German govt says push for climate neutrality is major opportunity for financial sector
Clean Energy Wire
The German government is urging Europe's financial sector to see the shift to a more sustainable economy as a major business opportunity. "Transforming the economy towards greater sustainability offers huge opportunities. We need to grasp them now," said finance minister Olaf Scholz at the European Sustainable Finance Summit in Frankfurt. "Banks, insurers and investors have a particular responsibility in this respect, which is why our message is: invest more in sustainability and carbon neutrality!" he added. In his opening remarks to the conference, Scholz said strong investor appetite for Germany's first green bond issued earlier this month underlined the enormous demand for green finance products.
Scholz and environment minister Svenja Schulze called on European companies to step up green investments. Just 2 percent of companies' activities by revenue meet EU taxonomy criteria for climate action and sustainability, they said in a joint press release. "Investment is needed across all sectors, from energy and transport and the circular economy to water management and agriculture, and will have to be implemented on a global scale," Schulze said. "However, the European Sustainable Finance Survey shows that big companies still have a long way to go when it comes to achieving climate neutrality," she added.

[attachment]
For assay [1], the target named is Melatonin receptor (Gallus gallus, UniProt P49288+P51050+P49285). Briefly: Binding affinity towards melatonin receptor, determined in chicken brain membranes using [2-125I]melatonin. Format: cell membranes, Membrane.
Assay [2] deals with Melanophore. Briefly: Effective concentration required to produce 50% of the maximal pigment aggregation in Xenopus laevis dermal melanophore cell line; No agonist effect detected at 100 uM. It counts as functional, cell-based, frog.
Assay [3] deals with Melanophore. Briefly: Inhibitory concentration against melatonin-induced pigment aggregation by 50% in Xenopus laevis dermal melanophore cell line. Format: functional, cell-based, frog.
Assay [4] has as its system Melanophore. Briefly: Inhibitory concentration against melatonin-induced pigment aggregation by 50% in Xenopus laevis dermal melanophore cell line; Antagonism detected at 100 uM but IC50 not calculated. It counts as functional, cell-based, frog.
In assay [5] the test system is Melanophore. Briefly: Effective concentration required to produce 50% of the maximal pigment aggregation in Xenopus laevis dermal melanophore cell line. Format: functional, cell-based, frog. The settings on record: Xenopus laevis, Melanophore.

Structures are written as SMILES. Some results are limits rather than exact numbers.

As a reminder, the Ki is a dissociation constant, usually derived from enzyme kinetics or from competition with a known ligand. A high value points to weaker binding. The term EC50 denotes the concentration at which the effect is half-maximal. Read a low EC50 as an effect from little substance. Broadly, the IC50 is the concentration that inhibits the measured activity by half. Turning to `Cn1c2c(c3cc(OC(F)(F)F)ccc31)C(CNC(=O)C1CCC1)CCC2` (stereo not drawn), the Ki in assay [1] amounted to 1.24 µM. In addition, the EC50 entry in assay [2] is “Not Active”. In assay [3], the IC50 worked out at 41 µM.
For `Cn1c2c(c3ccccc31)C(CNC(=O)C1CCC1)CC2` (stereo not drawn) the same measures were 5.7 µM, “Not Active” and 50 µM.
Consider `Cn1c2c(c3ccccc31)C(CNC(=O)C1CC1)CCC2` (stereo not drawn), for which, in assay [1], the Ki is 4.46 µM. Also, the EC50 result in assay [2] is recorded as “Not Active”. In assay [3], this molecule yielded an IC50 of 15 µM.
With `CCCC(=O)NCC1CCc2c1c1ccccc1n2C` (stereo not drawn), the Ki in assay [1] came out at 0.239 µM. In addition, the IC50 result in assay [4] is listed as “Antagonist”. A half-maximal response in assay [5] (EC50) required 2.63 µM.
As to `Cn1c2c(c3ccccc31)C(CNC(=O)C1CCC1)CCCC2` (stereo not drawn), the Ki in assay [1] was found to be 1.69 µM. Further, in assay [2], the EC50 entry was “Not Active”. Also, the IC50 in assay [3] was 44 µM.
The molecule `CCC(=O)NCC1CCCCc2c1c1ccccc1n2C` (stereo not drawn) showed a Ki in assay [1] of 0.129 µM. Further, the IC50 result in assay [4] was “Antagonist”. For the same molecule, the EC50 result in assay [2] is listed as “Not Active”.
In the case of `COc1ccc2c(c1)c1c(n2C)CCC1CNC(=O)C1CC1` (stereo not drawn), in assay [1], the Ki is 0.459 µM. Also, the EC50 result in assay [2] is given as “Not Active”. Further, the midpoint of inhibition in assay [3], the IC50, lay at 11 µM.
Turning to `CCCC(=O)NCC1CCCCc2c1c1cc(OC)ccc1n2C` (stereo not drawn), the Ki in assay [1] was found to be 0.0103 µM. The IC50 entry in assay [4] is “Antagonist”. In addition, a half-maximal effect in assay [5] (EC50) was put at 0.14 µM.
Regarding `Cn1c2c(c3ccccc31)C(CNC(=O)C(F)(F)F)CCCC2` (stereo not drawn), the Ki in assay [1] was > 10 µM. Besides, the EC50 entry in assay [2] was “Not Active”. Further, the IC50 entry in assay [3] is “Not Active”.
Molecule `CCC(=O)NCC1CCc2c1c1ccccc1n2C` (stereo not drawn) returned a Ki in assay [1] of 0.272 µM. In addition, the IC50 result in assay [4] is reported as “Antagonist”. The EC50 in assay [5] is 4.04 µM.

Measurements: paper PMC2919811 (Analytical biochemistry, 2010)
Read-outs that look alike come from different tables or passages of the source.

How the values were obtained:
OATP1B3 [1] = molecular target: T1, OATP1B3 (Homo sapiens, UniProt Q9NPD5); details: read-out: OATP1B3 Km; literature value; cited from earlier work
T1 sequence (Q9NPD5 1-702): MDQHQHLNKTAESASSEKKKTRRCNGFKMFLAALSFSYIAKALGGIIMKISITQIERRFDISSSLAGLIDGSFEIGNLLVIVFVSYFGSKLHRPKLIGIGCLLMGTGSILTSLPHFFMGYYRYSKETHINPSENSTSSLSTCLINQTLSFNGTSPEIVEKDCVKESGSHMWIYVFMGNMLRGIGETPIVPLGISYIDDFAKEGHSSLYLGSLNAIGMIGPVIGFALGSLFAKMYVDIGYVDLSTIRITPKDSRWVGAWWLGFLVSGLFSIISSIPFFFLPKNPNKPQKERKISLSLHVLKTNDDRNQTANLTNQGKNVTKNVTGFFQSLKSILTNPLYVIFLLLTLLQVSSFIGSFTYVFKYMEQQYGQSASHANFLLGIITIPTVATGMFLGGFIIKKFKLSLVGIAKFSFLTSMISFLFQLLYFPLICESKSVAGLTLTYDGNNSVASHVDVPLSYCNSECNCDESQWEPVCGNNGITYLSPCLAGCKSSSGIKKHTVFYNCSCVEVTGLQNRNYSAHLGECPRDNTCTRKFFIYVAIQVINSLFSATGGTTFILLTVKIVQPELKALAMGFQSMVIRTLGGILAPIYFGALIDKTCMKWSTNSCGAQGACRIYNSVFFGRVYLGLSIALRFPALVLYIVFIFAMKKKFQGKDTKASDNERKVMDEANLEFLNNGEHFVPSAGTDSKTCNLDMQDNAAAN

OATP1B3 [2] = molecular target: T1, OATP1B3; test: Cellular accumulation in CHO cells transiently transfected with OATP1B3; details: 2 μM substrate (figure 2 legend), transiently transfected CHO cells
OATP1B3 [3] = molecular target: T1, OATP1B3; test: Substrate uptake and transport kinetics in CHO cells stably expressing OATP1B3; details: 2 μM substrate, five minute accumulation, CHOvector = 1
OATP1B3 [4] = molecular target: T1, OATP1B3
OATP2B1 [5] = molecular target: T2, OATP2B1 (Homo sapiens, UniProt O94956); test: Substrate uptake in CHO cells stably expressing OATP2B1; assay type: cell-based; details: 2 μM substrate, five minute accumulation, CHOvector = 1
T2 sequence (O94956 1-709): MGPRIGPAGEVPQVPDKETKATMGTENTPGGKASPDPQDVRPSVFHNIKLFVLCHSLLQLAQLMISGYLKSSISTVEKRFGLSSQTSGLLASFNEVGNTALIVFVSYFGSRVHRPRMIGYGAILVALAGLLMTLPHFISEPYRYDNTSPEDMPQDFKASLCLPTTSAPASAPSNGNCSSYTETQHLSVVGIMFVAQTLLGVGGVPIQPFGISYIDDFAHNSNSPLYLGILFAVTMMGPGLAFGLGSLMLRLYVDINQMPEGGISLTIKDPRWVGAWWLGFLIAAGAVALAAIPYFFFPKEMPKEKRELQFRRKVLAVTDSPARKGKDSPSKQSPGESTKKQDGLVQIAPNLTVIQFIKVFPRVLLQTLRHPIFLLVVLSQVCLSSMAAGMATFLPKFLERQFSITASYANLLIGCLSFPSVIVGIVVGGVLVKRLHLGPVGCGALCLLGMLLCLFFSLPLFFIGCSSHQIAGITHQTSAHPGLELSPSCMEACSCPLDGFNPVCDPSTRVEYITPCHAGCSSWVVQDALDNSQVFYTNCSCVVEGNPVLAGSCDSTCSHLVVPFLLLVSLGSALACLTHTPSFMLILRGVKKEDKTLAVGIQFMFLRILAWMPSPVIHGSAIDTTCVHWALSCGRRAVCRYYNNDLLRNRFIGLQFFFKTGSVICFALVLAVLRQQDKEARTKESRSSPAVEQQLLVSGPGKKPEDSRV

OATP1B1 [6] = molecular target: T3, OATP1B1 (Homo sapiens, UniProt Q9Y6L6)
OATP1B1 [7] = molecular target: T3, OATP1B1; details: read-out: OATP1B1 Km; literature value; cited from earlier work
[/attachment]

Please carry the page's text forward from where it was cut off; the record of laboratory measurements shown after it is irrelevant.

Deutsche Bank CEO Christian Sewing warned that banks that are not participating actively in green finance stand to lose revenue. "You need to jump on this one," he told the conference, adding that ratings for environmental, social and governance factors (ESG) would soon become as important as conventional credit ratings. Sewing stressed that "European banks have a fantastic chance" to become global sustainability leaders by financing the continent's transformation into a climate-neutral economy, yet also cautioned that the shift towards green finance would have to be gradual, as a sudden end to financing activities not deemed environmentally sustainable would gravely hurt the economy.
The European Sustainable Finance summit is hosted by Green and Sustainable Finance Cluster Germany (GSFCG), an alliance of financial institutions that aims to achieve a concerted adoption of sustainable finance principles. The vast majority of banks in Germany expect climate change and the political reactions to slow it will have a major impact on their business within the next 10 years. A survey conducted by the Association of German Banks found that 89 percent expect "palpable" or even "grave consequences" from the climate crisis, and about half already use voluntary sustainability standards to prepare their workflows for tighter regulations. But they are also eager to avoid tighter national regulations as part of Germany's drive to become the leading location for a sustainable financial system, and hope for a comprehensive EU rulebook.